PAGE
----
Sicario Director Denis Villeneuve Explains The Challenge Of Making A Female-Led Movie

denis villeneuve

While Canadian director Denis Villeneuve is no stranger to the prestigious Cannes Film Festival, having had many titles from his back catalogue screen there, his upcoming effort – Sicario – is something of a watershed, being his first feature-length film to be selected to screen in competition during the event. The film – about Mexican drug cartels – will have a wider release on September 18th, and stars Emily Blunt, Josh Brolin and Benicio Del Toro.

The most recent films from Villeneuve include the critically acclaimed Prisoners and Enemy, and the successful director recently spoke to The Montreal Gazette on hearing the announcement of the selection of Sicario, expressing confidence in his latest work.

“It’s my best film yet. It’s the most ambitious in terms of scope. It’s also my most accessible film yet. I take total responsibility for it – whether people like it or not. I had absolute total freedom on the film, from casting to editing. Although I wasn’t given final cut approval in my contract, they loved my cut and that’s the cut that will be seen in theatres.”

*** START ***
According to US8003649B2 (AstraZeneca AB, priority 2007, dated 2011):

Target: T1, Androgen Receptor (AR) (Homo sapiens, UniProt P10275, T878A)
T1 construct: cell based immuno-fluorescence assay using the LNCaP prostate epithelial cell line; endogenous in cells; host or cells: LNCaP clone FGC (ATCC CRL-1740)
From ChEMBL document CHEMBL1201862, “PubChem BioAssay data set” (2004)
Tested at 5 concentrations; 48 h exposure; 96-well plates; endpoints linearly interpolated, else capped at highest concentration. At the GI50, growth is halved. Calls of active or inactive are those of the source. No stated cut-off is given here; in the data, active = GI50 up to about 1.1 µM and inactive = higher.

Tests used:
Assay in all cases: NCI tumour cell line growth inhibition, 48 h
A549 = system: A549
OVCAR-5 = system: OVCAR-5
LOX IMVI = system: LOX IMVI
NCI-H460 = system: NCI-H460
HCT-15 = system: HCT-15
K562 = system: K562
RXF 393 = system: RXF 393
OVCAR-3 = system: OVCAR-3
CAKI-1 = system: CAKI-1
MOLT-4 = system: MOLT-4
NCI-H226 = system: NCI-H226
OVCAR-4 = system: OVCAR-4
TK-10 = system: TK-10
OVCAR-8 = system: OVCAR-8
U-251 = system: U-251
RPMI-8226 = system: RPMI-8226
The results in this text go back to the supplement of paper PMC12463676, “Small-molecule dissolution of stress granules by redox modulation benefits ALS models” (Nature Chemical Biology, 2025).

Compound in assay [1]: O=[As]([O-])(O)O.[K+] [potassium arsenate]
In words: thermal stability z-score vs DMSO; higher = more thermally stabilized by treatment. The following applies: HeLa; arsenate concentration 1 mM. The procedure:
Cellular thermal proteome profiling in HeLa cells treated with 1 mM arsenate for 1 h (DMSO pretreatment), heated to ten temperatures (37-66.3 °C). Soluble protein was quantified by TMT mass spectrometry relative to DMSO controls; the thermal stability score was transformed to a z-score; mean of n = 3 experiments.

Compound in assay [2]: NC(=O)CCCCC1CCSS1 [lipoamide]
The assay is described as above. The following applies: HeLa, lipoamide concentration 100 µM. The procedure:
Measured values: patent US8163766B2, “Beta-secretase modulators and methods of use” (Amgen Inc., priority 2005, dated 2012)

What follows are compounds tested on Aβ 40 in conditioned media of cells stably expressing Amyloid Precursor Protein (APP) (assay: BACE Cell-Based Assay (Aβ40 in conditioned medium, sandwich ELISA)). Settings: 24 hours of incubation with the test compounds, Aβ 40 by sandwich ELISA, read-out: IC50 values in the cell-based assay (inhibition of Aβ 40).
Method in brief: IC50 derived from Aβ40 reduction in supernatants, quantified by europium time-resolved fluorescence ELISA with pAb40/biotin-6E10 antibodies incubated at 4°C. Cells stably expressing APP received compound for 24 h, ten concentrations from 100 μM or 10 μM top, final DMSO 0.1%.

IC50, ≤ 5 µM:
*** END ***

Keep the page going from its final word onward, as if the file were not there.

His assertion about freedom of casting is demonstrated by the fact that those financing the movie initially required Blunt’s lead role to be re-written as male – but both Villeneuve and his screenwriter, Taylor Sheridan, opposed that requirement.

“It isn’t easy to get a film made where the protagonist is a woman – there’s less money, people are afraid, and it’s really sad that it’s still like that today. It’s ludicrous, and this film shows that attitude is depasse.”

Sicario – which is a slang word for ‘Hitman’ – will be considered by the Cannes Jury against entries from Gus Van Sant and Todd Haynes, among others. The festival runs from May 13th to May 24th 2015, with a competition jury headed by Joel and Ethan Coen.

Source: The Playlist